My name is Erin, and I’m a slow writer.
We’re talking tortoise-speed. Molasses-in-January slow.
I don’t suppose that comes as a complete surprise to anyone who knows me well. In medieval history class years ago, each student had to come up with an emblem for a personal coat of arms. Mine featured a snail couchant (how else?), and the motto, “L’escargot, c’est moi.”
I could make up a whole lot of excuses, or tell you that I work slowly on purpose, deliberately honing and shaping language, setting up a strong sense of place, developing three-dimensional characters, gathering up and tying all the disparate plotlines into a delightfully satisfying knot. I’d like to say that I’m just that choosy about what I put down on the page.
But the plain truth is that I have no idea how to write any faster.
One of the main reasons that I’m so slow is that I have no idea who the killer is when I begin writing a book. Seriously. (And by the way, that’s true of about ninety percent of crime writers I’ve polled over the years.) I may have some theories about whodunit, but sometimes I’m completely off the mark.
As a result, my novels develop at a pace that is somewhat leisurely (some might even say glacial), but it’s a fact that seems quite beyond my control. So when people ask, “What’s your typical writing day like?” I’ve taken to quoting Oscar Wilde:
“I was working on the proof of one of my poems all the morning, and took out a comma. In the afternoon I put it back again.”
Some days are like that. Or worse. All right, so a lot of the agony of creation is just second-guessing oneself, riding the see-saw over every adverb and pronoun, endlessly tweaking dialogue and description, tossing out page after page of drecky first, second, and third drafts, and re-reading prose that seemed so brilliant yesterday only to find that it’s turned to absolute rubbish in the space of twenty-four hours.
I first heard the story that inspired my first novel, HAUNTED GROUND, in the summer of 1986: two brothers cutting turf in the west of Ireland stumbled upon the perfectly-preserved, severed head of a beautiful red-haired girl. Although my first instinct said that I’d just been handed a perfect opening for a mystery, I didn’t write a single word of that story for a full decade. In my own defense, there was a hurdle. Just a minor thing, really—I wasn’t a writer. Had never written anything except a few angst-ridden songs as an angst-ridden teenager, plus all the usual term papers for school. I never had dreams of becoming a writer. I always read like a fiend, but somehow writing books was outside the sphere of possibility. Until I heard the story of that red-haired girl. She continued to haunt me, eventually forcing me to try my hand—even ten years later.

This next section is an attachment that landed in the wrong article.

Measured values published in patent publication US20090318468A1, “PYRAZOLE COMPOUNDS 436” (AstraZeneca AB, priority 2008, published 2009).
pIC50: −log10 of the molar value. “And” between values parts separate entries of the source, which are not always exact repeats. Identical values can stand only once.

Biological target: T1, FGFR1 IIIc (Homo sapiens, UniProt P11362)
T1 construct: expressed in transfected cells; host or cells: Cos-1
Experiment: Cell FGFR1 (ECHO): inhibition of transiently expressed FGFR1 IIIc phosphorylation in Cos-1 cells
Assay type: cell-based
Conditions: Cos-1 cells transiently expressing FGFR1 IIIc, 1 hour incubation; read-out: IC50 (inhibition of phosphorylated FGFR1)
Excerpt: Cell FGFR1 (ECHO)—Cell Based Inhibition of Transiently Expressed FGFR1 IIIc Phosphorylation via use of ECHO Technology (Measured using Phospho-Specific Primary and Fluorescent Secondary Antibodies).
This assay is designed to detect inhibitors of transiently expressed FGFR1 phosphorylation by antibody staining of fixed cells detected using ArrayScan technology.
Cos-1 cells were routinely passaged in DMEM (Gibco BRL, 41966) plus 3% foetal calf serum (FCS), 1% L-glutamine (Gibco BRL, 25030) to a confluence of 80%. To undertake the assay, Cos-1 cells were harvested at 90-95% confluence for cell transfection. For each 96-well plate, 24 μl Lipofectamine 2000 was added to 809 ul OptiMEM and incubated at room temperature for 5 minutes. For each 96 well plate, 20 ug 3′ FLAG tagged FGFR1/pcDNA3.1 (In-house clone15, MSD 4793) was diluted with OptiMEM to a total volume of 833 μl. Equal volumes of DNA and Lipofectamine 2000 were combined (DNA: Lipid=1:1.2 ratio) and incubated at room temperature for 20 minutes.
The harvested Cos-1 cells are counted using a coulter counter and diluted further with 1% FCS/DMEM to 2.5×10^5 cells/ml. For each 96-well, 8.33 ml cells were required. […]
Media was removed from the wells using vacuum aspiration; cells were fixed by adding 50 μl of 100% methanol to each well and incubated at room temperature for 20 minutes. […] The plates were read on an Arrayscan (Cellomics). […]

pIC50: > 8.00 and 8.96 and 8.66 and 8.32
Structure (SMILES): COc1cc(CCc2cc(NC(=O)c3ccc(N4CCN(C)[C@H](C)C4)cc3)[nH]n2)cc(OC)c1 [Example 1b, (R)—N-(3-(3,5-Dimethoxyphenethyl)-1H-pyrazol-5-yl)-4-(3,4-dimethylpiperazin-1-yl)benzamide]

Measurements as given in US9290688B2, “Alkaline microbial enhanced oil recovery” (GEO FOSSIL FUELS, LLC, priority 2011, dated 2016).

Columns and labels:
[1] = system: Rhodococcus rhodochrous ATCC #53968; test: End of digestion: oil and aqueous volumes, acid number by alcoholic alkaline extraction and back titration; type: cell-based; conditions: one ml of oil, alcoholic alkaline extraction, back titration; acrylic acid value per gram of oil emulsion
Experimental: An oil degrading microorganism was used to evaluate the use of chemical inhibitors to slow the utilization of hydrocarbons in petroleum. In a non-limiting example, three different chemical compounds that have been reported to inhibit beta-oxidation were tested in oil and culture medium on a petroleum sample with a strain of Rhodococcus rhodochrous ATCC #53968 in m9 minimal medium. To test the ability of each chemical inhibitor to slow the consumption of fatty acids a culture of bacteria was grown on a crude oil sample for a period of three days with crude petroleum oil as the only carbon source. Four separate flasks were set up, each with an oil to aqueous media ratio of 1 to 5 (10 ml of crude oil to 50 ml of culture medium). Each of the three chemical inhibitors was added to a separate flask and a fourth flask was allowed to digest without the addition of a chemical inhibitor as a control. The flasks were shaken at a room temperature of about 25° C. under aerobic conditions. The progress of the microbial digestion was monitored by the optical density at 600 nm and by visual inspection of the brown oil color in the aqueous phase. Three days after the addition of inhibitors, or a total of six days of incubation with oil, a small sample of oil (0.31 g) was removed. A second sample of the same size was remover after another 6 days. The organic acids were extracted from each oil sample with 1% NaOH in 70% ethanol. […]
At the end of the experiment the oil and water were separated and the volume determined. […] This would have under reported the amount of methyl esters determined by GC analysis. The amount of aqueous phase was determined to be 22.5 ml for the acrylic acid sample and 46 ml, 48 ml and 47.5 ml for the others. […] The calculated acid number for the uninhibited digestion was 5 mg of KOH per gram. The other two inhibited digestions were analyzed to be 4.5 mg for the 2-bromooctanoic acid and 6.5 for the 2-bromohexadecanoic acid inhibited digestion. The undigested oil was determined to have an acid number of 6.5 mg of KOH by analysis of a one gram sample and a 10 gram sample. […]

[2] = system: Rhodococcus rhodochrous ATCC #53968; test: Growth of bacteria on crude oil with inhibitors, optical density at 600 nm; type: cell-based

I began writing HAUNTED GROUND in 1996. As I recall, Frank McCourt had just published ANGELA’S ASHES, which won huge critical acclaim and became an instant bestseller. And as I also recall, my wonderfully patient agent kept urging me to hurry up and finish my novel before all things Irish went out of fashion. (Not realizing, I guess, that thanks to the Famine and resulting diaspora, Irish-ness has never gone out of fashion, and probably never will.)
So HAUNTED GROUND came along at its own pace, which turned out to be roughly sixteen years from initial idea to publication. There are probably several main reasons for its long gestation: I was pretty busy, working full time, and freelancing as a theater critic and writing teacher. I had never written a novel and had to learn how to construct a mystery as I went along. (In this one respect, ignorance was my friend—I didn’t know that I couldn’t write a novel, because I’d never tried.) On top of all that, I also had to do an awful lot of research—reading dozens of books, interviewing experts on wetland and dryland archaeology, forensic science, museum preservation, antiquities, Irish history, architecture, police procedure—the list goes on and on. Finally, there was that pesky streak of perfectionism that made me re-work the manuscript over and over again, trying to make the story on the page at least approach the complex, utterly brilliant story that existed in my imagination.
Some writers can actually make a plan and churn out so many hundred words a day. Or they schedule six months for research, three months for a first draft, and three months for revision, and voilá—at the end of a year they have a finished manuscript. Although writing is my full-time job these days, my so-called “process” is completely unpredictable and organic. The initial idea generates the first few chapters, and (ideally) a setting and a theme to explore. The setting and theme in turn trigger the research; the research scours up all sorts of interesting details and connections that go back into the story through the plot and characters. Eventually, the process becomes ever more circular: one thing feeds the other, to the point that the writing and the research become virtually inseparable. For me, there’s no other way to fashion the many layers necessary for a satisfying story.